11:45 Lunch on Your Own 

Novel Platforms and Technologies 

1:10 pm Chairperson’s Remarks

1:15 Inhibition of Kinases by Deuterated Imidazole Compounds

Colin Kenyon, Group Leader, Biosciences, CSIR

Kinases are inhibited by a number of imidazole compounds. The deuteration of these compounds leads to an increase in the level of inhibition. The mechanism of interaction of these compounds with kinases can be elucidated from the kinetic isotope effect and site directed mutagenesis.

1:45 Adaptive Protein and Phosphoprotein Networks which Promote Therapeutic Sensitivity or Acquired Resistance

John Haley, Ph.D., Senior Research Director, Translational Research, OSI Pharmaceuticals

Multiple signal transduction pathways can be concurrently active within a single cell, and extensive crosstalk can occur between RTKs. Understanding pathway crosstalk and feedback control is vital to guide the rational combination of approved and experimental anti-cancer agents. The mechanisms of RTK cooption and reciprocal RTK activation impacting targeted drug sensitivity and resistance will be discussed.

2:15 Targeting Inactive Kinase Conformations 

Daniel Rauh, Ph.D., Group Leader, Molecular Physiology, Chemical Genomics Centre of the Max Planck Society 

The complexity of kinase biology is controlled by layers of regulatory mechanisms involving different combinations of post-translational modifications, intramolecular contacts, and intermolecular interactions. Ultimately, these mechanisms achieve their effect by favoring particular conformations that promote or prevent the kinase domain from catalyzing protein phosphorylation. A more detailed understanding of the structural principles that regulate protein kinase activity allowed us to develop a novel fluorescence-based binding assay (FLiK) for the identification and optimization of inhibitors that stabilize enzymatically incompetent kinase conformations.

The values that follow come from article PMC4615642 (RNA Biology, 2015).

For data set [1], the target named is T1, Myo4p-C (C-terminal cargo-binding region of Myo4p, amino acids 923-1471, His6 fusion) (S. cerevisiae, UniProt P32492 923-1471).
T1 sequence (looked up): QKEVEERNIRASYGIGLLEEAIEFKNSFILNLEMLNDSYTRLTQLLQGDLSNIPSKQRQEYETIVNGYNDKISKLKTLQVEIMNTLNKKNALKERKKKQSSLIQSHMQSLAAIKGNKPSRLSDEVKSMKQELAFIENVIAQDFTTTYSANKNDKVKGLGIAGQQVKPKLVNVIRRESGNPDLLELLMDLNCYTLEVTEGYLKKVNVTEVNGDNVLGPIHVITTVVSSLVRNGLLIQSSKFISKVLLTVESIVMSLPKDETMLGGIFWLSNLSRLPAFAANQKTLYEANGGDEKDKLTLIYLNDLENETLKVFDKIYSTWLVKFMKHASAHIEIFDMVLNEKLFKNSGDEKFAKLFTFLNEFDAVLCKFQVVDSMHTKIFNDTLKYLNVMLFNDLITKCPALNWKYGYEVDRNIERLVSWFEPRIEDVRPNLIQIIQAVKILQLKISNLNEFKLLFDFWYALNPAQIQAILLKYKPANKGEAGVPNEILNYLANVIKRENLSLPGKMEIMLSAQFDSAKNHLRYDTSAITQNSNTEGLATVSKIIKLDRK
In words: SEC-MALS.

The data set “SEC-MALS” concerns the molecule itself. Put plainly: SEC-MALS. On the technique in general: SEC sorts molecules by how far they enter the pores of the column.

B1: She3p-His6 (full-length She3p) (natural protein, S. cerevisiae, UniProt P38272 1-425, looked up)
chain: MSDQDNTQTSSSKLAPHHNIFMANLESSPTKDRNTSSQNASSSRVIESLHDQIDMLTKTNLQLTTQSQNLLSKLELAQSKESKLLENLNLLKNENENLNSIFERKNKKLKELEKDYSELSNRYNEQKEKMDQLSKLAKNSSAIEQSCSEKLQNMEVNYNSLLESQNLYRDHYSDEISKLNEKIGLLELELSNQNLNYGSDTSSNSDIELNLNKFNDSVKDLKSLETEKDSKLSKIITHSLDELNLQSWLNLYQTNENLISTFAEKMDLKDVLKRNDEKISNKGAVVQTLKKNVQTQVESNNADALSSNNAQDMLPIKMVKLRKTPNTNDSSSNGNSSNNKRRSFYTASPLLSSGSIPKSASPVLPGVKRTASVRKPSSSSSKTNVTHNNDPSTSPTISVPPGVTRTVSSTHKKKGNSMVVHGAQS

2:45 Networking Refreshment Break

3:15 A Novel Platform Based Approach to Silence Kinase Drug Targets Using Covalent Inhibitors

Mariana Nacht, Ph.D., Director of Biology, Avila Therapeutics, Inc.

3:45 Mapping Protein Kinase Networks and Drug Interactions with Protein Microarrays and Predictive Bioinformatics

Steven Pelech, President & CSO, Medicine, Kinexus; Professor, University of British Columbia

Using an 800 antibody microarray and predictive kinase substrate phosphorylation site consensus sequence profiling, Kinexus has developed a novel method to identify physiological substrates of over 388 target kinases, the sites that are phosphorylated and phospho-site-specific antibodies for their detection by immunoblotting. Kinexus has created free access, on-line knowledgebases with detailed information on 516 human protein kinases, 140 human protein phosphatases and over 70,000 confirmed human phosphorylation sites. Using bioinformatics approaches, Kinexus has predicted the identity of 500,000 human phosphorylation sites, investigated their evolutionary analysis in 22 other species to identify the most functionally relevant, and the deduced the specificity determinants for about 500 protein kinases to predict which of the kinases most likely target these phospho-sites.

4:15 End of Conference